Renowned New Zealand actress Jennifer Ward-Lealand has revealed her secret for always feeling in her prime at any age, saying it all comes down to her willingness to embrace the new.
On the latest episode of the Rova podcast Grey Areas with Petra Bagust, Ward-Lealand said she’s felt more satisfied with her life and career the older she’s got.
“I just love it [being 60],” she told Petra.
She continued: “When I was in my 30s, I went, ‘Yes, you're so in your prime’. And then I got to my 40s and I went, ‘No, now you're in your prime’. And then I got to my 50s and I was like, ‘Oh what was I thinking, now I'm in my prime’. And now I'm in my 60s like, ‘Oh yeah, okay, I'm in my prime now’.”
SOURCE: Stephanie Loh Lavemaau
Ward-Lealand said her satisfaction no matter what age she is may have something to do with the “incredible new things” that have come her way over the years.
“My mantra is I always work with great people on creative projects. I never know what they’re going to be, but that always happens. So I have great faith, I don’t have anxiety about things not turning up," she said.
“ONE DOOR CLOSES, ANOTHER DOOR WILL OPEN. YOU DON'T GET THAT JOB? THAT MEANS THAT DOOR’S OPEN FOR ANOTHER JOB.”
Part of Ward-Lealand’s journey over the years has been learning te reo Māori, which she started in 2008. By 2017, she had been gifted the name Te Atamira by Sir Tīmoti Kāretu and the late Prof Te Wharehuia Milroy – which translates to ‘the stage’.
“My heart was so full. Of course, I felt utterly not worthy, but… I see what they did there: they laid down the challenge to use my time on the stage to champion te reo Māori.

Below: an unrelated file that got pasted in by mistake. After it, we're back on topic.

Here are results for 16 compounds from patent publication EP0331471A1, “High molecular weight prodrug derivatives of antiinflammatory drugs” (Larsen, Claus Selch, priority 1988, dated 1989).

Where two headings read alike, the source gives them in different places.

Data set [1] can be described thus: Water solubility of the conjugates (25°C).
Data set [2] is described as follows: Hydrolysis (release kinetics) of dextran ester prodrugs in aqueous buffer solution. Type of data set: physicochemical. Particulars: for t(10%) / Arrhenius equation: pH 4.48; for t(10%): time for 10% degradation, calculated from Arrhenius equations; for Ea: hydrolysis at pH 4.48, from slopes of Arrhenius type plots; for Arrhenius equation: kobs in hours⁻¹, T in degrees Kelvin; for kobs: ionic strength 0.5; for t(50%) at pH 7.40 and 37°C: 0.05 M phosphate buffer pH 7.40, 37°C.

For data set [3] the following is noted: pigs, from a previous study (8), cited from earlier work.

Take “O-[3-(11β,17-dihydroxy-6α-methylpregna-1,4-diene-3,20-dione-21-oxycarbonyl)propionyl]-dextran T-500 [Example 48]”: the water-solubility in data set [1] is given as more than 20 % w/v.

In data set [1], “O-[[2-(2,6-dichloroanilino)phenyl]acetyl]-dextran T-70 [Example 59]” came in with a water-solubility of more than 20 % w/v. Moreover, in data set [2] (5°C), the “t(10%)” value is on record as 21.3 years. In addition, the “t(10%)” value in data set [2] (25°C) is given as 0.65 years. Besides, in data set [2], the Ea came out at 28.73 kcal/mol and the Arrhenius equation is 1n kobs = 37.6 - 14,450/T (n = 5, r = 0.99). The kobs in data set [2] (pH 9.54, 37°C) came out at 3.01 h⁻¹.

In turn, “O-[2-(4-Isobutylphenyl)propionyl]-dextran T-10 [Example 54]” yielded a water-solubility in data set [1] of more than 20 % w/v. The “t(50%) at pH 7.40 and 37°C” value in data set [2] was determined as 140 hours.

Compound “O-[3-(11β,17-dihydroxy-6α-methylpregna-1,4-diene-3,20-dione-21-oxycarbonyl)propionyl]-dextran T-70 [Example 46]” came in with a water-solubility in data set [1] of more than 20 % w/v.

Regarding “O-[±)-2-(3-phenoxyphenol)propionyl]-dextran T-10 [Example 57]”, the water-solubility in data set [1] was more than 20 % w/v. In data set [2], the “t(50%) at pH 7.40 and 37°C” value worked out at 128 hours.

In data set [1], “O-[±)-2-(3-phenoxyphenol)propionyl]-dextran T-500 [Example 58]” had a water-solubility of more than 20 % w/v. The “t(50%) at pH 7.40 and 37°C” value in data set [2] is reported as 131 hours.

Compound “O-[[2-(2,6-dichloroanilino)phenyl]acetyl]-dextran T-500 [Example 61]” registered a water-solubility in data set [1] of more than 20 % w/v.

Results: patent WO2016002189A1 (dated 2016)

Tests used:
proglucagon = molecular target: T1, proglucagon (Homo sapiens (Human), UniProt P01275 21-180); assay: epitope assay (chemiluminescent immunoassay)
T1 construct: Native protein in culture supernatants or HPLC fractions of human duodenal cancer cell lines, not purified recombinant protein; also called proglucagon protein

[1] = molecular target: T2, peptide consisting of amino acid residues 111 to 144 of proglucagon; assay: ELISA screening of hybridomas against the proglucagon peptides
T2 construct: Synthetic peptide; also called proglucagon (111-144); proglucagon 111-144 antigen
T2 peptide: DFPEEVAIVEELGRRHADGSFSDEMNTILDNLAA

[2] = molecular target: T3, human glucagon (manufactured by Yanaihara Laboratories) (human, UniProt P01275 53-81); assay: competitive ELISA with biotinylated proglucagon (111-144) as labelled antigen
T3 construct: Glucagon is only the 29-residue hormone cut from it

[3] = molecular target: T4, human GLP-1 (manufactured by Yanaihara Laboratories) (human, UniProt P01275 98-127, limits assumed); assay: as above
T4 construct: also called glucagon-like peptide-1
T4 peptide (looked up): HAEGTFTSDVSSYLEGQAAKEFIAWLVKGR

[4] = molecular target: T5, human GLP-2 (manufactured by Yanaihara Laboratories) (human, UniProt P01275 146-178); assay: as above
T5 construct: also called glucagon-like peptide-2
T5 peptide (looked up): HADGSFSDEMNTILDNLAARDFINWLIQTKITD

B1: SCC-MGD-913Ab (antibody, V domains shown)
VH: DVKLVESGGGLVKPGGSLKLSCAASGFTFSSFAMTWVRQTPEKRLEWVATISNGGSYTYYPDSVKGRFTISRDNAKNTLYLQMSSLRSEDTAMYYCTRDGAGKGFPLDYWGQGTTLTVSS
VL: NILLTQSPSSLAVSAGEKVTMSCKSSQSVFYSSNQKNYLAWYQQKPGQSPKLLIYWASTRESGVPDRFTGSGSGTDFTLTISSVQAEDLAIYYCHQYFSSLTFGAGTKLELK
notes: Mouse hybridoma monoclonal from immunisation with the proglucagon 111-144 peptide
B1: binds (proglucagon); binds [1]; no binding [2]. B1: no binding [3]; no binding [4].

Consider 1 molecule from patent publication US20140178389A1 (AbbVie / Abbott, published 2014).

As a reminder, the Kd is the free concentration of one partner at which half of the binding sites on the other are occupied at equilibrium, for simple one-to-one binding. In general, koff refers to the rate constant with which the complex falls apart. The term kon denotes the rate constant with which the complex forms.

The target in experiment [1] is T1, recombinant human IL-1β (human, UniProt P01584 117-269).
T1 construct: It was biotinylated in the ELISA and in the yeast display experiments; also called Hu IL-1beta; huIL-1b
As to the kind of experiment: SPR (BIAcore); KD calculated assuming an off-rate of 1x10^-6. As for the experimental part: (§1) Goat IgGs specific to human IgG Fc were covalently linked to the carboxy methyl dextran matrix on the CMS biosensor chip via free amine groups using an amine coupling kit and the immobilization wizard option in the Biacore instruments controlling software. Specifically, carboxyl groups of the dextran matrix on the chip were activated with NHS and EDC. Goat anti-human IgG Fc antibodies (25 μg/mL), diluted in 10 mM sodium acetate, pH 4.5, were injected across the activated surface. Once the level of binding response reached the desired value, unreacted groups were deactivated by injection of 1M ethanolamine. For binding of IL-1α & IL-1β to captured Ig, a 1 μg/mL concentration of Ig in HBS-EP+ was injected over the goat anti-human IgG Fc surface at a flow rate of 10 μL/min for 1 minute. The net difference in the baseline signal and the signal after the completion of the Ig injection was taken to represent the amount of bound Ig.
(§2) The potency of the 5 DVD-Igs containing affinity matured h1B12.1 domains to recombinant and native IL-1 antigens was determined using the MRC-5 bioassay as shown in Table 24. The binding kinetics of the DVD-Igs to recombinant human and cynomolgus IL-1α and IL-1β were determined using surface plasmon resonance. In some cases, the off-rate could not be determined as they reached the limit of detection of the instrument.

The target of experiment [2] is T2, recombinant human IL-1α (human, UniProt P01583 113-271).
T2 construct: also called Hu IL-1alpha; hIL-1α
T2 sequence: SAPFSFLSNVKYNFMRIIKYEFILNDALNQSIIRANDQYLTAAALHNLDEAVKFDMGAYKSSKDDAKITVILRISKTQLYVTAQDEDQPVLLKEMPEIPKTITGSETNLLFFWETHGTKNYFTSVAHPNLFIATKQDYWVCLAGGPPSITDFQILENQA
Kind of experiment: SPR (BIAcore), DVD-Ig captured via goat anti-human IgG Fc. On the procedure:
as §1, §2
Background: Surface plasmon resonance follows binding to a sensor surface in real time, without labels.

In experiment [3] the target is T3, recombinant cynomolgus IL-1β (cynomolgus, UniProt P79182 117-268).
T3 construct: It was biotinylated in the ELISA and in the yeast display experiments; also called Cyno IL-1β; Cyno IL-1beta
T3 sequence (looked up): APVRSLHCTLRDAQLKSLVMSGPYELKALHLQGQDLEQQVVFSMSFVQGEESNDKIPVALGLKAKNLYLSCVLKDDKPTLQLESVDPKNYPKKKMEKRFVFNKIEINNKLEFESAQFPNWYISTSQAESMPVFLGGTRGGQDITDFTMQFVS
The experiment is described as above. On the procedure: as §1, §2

“I get a lot of time on the stage… so I take that challenge up to honour those two amazing men and to honour the language. Even though I'm often in fully Pakeha situations, my first language will be te reo Māori, so it's heard and normalised.”
SOURCE: Stephanie Loh Lavemaau
Ward-Lealand has also added another string to her bow in recent years, training to become an intimacy coordinator in 2018 to bolster her work as an actor, director, teacher and singer.
“Stunt coordinators take a moment on stage or screen and break it down into beats and components so that you create a really authentic, realistic fight that is also safe. We do that with intimate moments. It’s icky to bring our personal sexuality to something that our characters are doing, so this just takes all of the sting and heat out of that.”
“It's not just for things of a sexual nature. It could be anything from bathing a frail, elderly person or giving birth, breastfeeding… things that would normally be private.”
Despite all the awards and accolades she’s won over the years, Ward-Lealand takes great pride in being a lifelong learner. She says it would be “terrible” to stop learning now.
She said: “I'm doing some things at the moment with working with some young people, one who's disabled, one who is trans, and that's a new experience for me. So I'm going to do make sure that I do enough work around that so that I can be the best ally for them on set."
“NOBODY KNOWS EVERYTHING. I'M ALWAYS LEARNING.”